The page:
Mathematician has been a member of the faculty since 1980 and department head since 2004.
When Paul L. Joskow, the Elizabeth and James Killian Professor of Economics, offered a new class on the economics of energy markets, he intended to limit the class to 30.
One hundred students showed up on the first day. "I took 50. That's all the seats there were in the room," Joskow said.
The economics class was one of five new energy subjects offered for the first time this spring, joining approximately 75 others offered across the Institute. There's no doubt that classes on almost any aspect of energy are in demand at MIT. Student enrollment in energy-related classes has tripled since 2002, according to the registrar. But faculty from separate departments can find it challenging logistically to develop interdisciplinary subjects.
Thanks to a $1 million gift from the Dirk and Charlene Kabcenell Foundation, the MIT Energy Initiative's (MITEI) Energy Education Task Force will gain a big boost in its ability to develop new curricula and strengthen existing programs, said task force co-chair Jefferson W. Tester, the H.P. Meissner Professor of Chemical Engineering.
"Education of a next generation of energy technology innovators, entrepreneurs, policy-makers--with a passion for environmental stewardship--and a scientifically literate citizenry that can help shape the public discourse on energy and environment is in many ways our core MITEI commitment," said Ernest J. Moniz, the Cecil and Ida Green Professor of Physics and Engineering Systems and MITEI director. "The Kabcenell gift provides the foundation for honoring that commitment."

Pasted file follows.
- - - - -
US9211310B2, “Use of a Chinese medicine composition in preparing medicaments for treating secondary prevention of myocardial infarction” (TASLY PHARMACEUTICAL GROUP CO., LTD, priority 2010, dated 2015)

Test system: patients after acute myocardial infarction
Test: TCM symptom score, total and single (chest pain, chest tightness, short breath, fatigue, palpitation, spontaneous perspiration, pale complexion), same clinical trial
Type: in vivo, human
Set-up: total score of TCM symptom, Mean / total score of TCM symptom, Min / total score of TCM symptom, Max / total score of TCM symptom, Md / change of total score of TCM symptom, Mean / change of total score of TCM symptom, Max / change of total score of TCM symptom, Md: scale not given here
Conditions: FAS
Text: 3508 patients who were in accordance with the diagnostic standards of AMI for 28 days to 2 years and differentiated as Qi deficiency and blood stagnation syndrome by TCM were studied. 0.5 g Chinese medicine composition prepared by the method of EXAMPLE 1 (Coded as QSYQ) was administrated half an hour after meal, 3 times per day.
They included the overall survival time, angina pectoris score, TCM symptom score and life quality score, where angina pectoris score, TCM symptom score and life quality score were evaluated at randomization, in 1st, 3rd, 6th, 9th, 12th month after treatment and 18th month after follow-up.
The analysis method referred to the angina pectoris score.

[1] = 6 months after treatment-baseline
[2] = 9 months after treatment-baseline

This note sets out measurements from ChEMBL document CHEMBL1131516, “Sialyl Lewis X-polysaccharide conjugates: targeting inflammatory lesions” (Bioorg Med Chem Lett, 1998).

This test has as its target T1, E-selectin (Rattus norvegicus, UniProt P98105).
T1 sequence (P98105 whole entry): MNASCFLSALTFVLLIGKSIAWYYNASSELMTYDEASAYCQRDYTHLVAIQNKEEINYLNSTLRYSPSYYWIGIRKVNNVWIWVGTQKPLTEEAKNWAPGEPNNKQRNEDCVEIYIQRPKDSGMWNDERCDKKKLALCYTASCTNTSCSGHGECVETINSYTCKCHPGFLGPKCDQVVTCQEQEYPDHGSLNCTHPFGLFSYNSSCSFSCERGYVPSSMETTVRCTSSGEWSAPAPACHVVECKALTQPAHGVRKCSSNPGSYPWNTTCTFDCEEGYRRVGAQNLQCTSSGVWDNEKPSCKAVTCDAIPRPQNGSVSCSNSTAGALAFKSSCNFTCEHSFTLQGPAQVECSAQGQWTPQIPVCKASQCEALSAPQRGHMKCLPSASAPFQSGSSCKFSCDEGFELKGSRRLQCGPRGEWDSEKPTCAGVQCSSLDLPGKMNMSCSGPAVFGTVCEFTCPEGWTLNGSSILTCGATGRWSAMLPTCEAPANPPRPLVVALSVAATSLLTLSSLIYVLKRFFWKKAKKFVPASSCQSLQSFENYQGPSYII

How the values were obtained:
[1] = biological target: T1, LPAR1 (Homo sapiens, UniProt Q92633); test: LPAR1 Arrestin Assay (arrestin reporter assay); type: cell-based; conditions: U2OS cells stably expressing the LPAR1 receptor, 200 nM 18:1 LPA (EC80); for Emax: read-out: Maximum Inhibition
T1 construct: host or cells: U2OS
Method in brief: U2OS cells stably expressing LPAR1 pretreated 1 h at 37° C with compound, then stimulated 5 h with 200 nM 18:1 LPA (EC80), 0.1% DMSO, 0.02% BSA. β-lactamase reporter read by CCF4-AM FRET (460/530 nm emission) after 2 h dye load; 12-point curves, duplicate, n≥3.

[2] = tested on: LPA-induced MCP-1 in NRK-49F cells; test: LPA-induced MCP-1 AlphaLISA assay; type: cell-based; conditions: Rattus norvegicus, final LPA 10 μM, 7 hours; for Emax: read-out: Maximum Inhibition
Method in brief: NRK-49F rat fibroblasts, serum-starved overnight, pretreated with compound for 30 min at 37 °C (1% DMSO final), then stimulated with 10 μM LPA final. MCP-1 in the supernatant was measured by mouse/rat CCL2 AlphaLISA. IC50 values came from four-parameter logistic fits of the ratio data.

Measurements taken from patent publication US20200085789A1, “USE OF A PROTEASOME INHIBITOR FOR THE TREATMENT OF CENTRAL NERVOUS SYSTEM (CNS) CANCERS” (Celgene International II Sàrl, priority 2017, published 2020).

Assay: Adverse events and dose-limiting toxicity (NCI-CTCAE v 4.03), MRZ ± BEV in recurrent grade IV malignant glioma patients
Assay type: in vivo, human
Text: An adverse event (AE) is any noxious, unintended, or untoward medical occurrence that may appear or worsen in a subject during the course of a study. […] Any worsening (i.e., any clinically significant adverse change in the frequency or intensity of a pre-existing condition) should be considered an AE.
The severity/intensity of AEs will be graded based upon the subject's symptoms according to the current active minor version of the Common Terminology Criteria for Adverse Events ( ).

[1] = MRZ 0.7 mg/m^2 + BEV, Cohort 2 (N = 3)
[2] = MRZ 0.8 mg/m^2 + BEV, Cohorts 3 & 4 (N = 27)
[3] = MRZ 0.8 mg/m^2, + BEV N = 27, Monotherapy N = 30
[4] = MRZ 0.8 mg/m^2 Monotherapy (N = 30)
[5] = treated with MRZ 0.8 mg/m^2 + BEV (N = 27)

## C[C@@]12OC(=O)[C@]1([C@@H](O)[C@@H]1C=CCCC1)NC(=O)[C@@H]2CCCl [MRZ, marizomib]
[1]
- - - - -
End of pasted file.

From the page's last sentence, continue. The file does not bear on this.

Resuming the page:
Designing classes specifically with energy in mind "really adds a new dimension that we haven't had before. A lot of the new subjects we now teach and will develop in the future have a multidisciplinary focus that requires institutional support," Tester said.
The global energy challenge "is a complex, multifaceted issue and it will take all our collective resources to tackle the problem," said MIT alumna Charlene Kabcenell. "Encouraging cross-department collaboration is really important."
The Kabcenell Foundation grant "provides resources that are invaluable to developing these collaborative efforts," Tester said. "It frees up faculty time to develop new ideas. Also, to get faculty across departments to work with one another is pretty neat--we're excited about having that opportunity."
Through a California-based foundation in their names, Dirk (S.B. 1975) and Charlene (S.B. 1979) Kabcenell have been awarding grants in environmental and energy education for several years. Both electrical engineering and computer science graduates, the Kabcenells take a personal interest in climate change issues and alternative forms of energy. (One of their cars is electric and one is a hybrid).
"Energy issues are the defining issues of our times," said Dirk Kabcenell. "MIT has a history of working on problems in the world that really matter and certainly has the capabilities to be a leader in solving this one."